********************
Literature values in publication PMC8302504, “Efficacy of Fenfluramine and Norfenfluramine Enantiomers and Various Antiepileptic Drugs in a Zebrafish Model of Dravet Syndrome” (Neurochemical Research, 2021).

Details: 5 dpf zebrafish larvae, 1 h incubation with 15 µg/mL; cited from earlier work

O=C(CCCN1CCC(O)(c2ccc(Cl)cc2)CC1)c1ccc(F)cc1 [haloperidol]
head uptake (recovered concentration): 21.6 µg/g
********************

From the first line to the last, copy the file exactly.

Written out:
Literature values in publication PMC8302504, “Efficacy of Fenfluramine and Norfenfluramine Enantiomers and Various Antiepileptic Drugs in a Zebrafish Model of Dravet Syndrome” (Neurochemical Research, 2021).

Details: 5 dpf zebrafish larvae, 1 h incubation with 15 µg/mL; cited from earlier work

O=C(CCCN1CCC(O)(c2ccc(Cl)cc2)CC1)c1ccc(F)cc1 [haloperidol]
head uptake (recovered concentration): 21.6 µg/g